35. The data alone shows the extensive and commendable efforts and resource commitments made by all justice partners to support the use of EBC hearing generally, not just the Presumption. This has been made against a background of increasing pressures placed on them all, as a consequence of the pandemic and extensive court recovery programme which has been in place since September 2021, and was extended further in April 2023. When the data is compared against the number of applications made and commissions proceeding recorded in independent reviews that predate the introduction of the Presumption, the numbers are exceptional. For example the number of commissions that took place during this 3 month Review Period window exceed the total number (29) that took place in the 2017 calendar year[8].

36. Notwithstanding the Presumption the data indicates that during the Review Period, vulnerable adult witnesses made up a significant proportion of EBC hearings scheduled and commissions that took place (called), with an evitable consequential impact on capacity and resourcing for the justice sector. This is a trend that the SCTS can confirm has been in place for some time, with the number of vulnerable adult applications in fact exceeding those made under the Presumption on more than one occasion in recent years. It evidences that important inroads have been made by the Justice system via a number of factors and influences including the Evidence and Procedure Review[9], and the subsequent 2017 and 2019 High Court Practice Notes[10], to support the most vulnerable in society to give their evidence in advance of the trial, notwithstanding the fact that a presumption for this category of witness is not yet in place. This in turn highlights that there are already potential resource and capacity limits which will require to be further discussed and assessed, if further roll out in this jurisdiction of presumptions is to be achieved.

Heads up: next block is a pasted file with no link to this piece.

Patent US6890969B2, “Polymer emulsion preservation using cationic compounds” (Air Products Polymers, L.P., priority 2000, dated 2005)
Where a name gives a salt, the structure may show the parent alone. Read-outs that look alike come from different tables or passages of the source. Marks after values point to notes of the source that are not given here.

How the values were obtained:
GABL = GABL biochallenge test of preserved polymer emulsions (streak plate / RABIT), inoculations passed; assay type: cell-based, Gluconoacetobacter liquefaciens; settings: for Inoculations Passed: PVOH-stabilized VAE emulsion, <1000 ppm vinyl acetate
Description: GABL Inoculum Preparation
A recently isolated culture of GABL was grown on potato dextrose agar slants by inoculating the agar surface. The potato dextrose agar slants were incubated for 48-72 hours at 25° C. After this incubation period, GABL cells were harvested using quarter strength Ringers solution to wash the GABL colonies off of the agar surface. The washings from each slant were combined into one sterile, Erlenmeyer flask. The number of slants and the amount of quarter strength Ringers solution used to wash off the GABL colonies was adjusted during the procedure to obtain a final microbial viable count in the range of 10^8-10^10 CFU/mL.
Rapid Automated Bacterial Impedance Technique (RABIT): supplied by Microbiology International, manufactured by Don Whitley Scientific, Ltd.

Seeking the use of commissions pre-service of the indictment

37. A key benefit arising from the greater use of pre-recorded evidence is the ability for witnesses to conclude their involvement in relation to the evidence giving process with the criminal justice system earlier than would otherwise be the case if they had to attend or otherwise give evidence at an actual trial in the future. During the period October to end December 2022, which covered the vast majority of the Review Period the average journey time in the High Court from first plea to evidence lead trial was 48 weeks.[11] As identified in the 2017 Pre-recorded evidence work stream of the Evidence and Procedure Review report[12] there is a considerable body of evidence demonstrating that the process of giving evidence in criminal trials, and in particular the delays commonly encountered in cases reaching trial, can have adverse mental, physical and psychological effects on child witnesses. Furthermore that research on memory and witness testimony shows that while all witnesses forget information over time, younger children are more susceptible to forgetting than older children and adults; with children more likely to confuse memories from similar sources and more willing to guess the answers to questions when their memory has deteriorated.